This is joint work with Andrea Montanari.

A few perspectives on local algorithms for sparse graphs

Speaker: Elchanan Mossel

I will give a few different perspectives on local algorithms in sparse graphs coming from inference and optimization on random graphs, Bayesian economics on sparse graphs and deep learning.

Sublinear Time Algorithms via Optimization

Speaker: Zheyuan Allen-Zhu

In this talk, I will discuss how to use optimization to obtain sublinear algorithms, as well as an interpolation between sublinear-time and linear-time algorithms using optimization insights and acceleration techniques.

An Optimization Approach to Local Graph Partitioning

Speaker: Lorenzo Orrecchia

Local clustering algorithms find a good approximation to a local sparse cut around a seed node while running in nearly-linear time in the size of the output. The main idea behind many of these algorithms is of spectral nature. The algorithms simulate a random walk starting at the seed node. The target local cut will limit the mixing, allowing the walk to both approximate the conductance of the cut and maintain the locality of the algorithm. In this talk, I will consider an optimization interpretation of these algorithms. Besides giving us a more principle framework to think about random walks for local clustering, the optimization view will also allow us to discuss non-spectral analogues of these algorithms and introduce local maximum flow computations. I will show how this novel local primitive can be combined with random walks to yield improved guarantees for local clustering. Finally, I will discuss a number of open questions about localizing SDP-based global approximation algorithms for sparsest cut using local random walks and local maximum flows.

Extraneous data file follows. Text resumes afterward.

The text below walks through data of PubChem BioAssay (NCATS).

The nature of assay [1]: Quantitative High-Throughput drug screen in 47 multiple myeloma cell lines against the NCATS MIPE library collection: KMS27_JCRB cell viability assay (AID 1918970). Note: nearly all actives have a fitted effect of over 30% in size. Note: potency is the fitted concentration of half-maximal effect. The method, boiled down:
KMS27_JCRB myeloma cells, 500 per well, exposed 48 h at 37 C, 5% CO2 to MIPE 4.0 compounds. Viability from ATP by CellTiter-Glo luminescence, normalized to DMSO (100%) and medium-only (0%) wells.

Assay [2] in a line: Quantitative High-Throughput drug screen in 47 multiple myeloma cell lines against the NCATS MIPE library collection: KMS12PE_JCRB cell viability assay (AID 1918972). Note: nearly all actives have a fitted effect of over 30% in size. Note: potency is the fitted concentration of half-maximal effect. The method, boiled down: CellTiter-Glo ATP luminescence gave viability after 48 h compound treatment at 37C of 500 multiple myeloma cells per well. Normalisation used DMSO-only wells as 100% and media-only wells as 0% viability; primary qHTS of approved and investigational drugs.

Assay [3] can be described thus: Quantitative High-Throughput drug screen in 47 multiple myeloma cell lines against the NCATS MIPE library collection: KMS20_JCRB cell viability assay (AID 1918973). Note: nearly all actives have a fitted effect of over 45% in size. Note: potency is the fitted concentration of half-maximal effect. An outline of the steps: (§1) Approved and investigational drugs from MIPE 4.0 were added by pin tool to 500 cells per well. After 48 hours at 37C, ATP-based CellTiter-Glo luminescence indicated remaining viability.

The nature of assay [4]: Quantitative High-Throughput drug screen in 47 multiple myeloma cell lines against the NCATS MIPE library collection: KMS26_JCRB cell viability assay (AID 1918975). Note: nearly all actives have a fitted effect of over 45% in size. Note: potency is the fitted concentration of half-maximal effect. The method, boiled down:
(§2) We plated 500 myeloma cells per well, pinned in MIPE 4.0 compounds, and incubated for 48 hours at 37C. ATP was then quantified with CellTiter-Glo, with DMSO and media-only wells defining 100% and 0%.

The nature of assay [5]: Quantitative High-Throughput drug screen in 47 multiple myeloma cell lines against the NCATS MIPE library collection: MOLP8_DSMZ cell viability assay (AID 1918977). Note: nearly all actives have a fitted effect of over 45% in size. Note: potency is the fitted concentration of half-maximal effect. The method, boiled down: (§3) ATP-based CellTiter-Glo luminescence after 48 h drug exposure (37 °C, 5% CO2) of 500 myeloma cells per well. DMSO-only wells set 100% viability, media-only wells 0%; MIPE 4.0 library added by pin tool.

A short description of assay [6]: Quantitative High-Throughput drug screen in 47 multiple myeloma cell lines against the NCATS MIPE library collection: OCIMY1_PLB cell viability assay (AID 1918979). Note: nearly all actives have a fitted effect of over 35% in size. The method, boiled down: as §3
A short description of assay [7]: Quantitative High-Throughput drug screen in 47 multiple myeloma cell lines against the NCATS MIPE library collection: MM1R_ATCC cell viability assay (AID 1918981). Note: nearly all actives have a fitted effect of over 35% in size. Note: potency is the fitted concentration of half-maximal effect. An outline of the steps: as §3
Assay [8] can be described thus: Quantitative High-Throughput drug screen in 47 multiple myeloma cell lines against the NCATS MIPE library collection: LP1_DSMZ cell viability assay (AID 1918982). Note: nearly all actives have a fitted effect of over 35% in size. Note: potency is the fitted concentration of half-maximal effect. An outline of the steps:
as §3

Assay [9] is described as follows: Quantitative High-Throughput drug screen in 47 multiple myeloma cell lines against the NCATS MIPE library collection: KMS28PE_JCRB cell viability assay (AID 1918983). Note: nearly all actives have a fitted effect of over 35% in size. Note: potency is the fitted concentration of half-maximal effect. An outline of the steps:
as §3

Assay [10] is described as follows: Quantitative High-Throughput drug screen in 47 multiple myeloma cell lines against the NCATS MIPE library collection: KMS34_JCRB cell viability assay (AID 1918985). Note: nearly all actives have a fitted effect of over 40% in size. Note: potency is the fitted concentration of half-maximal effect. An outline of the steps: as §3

Erasure-Resilient Property Testing

Speaker: Sofya Raskhodnikova

Property testers form an important class of sublinear algorithms. In the standard property testing model, an algorithm accesses the input function via an oracle that returns function values at all queried domain points. In many realistic situations, the oracle may be unable to reveal the function values at some domain points due to privacy concerns, or when some of the values get erased by mistake or by an adversary.

We initiate a study of property testers that are resilient to the presence of adversarially erased function values. An alpha-erasure-resilient epsilon-tester for a property P is given parameters alpha, epsilon in (0,1), along with oracle access to a function f such that at most an alpha fraction of the function values have been erased. The tester does not know whether a point is erased unless it queries that point. The tester has to accept with high probability if there is a way to assign values to the erased points such that the resulting function satisfies P. It has to reject with high probability if, for all assignments of values to the erased points, the resulting function has to be changed in at least an epsilon-fraction of the nonerased domain points to satisfy P.

We design erasure-resilient property testers for a large class of properties. For some properties, it is possible to obtain erasure-resilient testers by using standard testers as a black box. But there are more challenging properties for which all known testers rely on querying a specific point. If this point is erased, all these testers break. We give efficient erasure-resilient testers for several classes of such properties including monotonicity, the Lipschitz property, and convexity. Finally, we describe a property that can be epsilon-tested with O(1/epsilon) queries in the standard model, whereas testing it in the erasure-resilient model requires number of queries polynomial in the input size.